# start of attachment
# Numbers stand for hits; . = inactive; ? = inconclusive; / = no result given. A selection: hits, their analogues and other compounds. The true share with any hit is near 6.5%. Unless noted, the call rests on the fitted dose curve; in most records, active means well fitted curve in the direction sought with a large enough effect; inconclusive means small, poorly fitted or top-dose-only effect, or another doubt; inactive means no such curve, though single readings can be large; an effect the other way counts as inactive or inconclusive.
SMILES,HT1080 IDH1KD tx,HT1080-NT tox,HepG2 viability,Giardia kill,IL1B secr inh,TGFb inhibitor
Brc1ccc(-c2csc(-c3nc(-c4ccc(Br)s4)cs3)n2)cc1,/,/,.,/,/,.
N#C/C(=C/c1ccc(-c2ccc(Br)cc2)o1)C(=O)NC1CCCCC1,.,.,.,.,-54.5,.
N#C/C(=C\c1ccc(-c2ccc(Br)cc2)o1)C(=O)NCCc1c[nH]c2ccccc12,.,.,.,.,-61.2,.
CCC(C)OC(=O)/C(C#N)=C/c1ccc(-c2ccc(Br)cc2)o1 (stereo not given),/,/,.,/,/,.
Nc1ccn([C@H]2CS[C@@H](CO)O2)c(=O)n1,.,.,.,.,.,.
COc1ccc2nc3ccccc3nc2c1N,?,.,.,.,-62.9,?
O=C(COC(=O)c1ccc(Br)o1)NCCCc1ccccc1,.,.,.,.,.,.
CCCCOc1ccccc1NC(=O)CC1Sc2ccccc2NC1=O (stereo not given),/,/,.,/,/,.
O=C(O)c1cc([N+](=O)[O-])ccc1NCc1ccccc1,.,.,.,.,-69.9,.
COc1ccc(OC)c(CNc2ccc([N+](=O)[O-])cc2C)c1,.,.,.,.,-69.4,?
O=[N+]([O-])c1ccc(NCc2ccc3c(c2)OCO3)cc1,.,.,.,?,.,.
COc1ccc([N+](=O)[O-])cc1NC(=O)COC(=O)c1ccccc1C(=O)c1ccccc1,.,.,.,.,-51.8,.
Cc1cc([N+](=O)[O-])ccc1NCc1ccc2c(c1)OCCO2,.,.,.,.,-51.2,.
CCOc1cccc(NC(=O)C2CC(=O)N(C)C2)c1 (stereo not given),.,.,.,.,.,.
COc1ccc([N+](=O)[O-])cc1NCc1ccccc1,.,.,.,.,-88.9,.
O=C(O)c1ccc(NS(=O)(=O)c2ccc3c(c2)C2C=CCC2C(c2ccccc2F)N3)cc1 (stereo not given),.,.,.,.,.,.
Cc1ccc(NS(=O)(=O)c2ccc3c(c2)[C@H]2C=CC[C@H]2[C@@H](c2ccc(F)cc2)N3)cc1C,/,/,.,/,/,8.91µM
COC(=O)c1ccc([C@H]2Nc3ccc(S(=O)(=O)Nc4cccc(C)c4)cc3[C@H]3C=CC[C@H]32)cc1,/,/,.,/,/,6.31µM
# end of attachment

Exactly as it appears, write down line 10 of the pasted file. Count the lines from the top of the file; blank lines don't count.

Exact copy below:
CCCCOc1ccccc1NC(=O)CC1Sc2ccccc2NC1=O (stereo not given),/,/,.,/,/,.